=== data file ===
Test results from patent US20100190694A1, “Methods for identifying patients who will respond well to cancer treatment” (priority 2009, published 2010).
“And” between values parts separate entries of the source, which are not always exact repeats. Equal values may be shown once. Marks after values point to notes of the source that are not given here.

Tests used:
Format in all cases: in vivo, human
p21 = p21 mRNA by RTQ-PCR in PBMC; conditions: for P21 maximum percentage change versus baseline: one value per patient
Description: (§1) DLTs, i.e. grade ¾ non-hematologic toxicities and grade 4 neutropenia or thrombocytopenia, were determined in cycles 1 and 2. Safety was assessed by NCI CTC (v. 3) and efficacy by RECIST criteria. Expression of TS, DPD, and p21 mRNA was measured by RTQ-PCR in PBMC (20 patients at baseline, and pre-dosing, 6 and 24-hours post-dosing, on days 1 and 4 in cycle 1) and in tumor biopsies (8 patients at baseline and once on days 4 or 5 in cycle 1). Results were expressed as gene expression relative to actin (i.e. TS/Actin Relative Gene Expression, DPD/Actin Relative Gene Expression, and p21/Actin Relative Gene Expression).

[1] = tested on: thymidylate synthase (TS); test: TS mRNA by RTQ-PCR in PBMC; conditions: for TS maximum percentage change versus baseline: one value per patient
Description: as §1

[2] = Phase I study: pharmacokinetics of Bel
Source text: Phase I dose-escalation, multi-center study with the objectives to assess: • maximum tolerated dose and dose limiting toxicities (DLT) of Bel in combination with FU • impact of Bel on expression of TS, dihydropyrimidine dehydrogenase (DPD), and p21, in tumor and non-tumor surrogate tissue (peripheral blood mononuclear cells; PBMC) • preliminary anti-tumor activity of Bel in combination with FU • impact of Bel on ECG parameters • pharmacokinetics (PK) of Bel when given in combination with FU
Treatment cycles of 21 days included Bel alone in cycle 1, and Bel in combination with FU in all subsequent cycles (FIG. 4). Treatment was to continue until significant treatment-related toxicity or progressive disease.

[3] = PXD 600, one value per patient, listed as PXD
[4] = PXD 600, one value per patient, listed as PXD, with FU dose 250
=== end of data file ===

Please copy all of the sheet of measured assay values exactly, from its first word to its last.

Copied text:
Test results from patent US20100190694A1, “Methods for identifying patients who will respond well to cancer treatment” (priority 2009, published 2010).
“And” between values parts separate entries of the source, which are not always exact repeats. Equal values may be shown once. Marks after values point to notes of the source that are not given here.

Tests used:
Format in all cases: in vivo, human
p21 = p21 mRNA by RTQ-PCR in PBMC; conditions: for P21 maximum percentage change versus baseline: one value per patient
Description: (§1) DLTs, i.e. grade ¾ non-hematologic toxicities and grade 4 neutropenia or thrombocytopenia, were determined in cycles 1 and 2. Safety was assessed by NCI CTC (v. 3) and efficacy by RECIST criteria. Expression of TS, DPD, and p21 mRNA was measured by RTQ-PCR in PBMC (20 patients at baseline, and pre-dosing, 6 and 24-hours post-dosing, on days 1 and 4 in cycle 1) and in tumor biopsies (8 patients at baseline and once on days 4 or 5 in cycle 1). Results were expressed as gene expression relative to actin (i.e. TS/Actin Relative Gene Expression, DPD/Actin Relative Gene Expression, and p21/Actin Relative Gene Expression).

[1] = tested on: thymidylate synthase (TS); test: TS mRNA by RTQ-PCR in PBMC; conditions: for TS maximum percentage change versus baseline: one value per patient
Description: as §1

[2] = Phase I study: pharmacokinetics of Bel
Source text: Phase I dose-escalation, multi-center study with the objectives to assess: • maximum tolerated dose and dose limiting toxicities (DLT) of Bel in combination with FU • impact of Bel on expression of TS, dihydropyrimidine dehydrogenase (DPD), and p21, in tumor and non-tumor surrogate tissue (peripheral blood mononuclear cells; PBMC) • preliminary anti-tumor activity of Bel in combination with FU • impact of Bel on ECG parameters • pharmacokinetics (PK) of Bel when given in combination with FU
Treatment cycles of 21 days included Bel alone in cycle 1, and Bel in combination with FU in all subsequent cycles (FIG. 4). Treatment was to continue until significant treatment-related toxicity or progressive disease.

[3] = PXD 600, one value per patient, listed as PXD
[4] = PXD 600, one value per patient, listed as PXD, with FU dose 250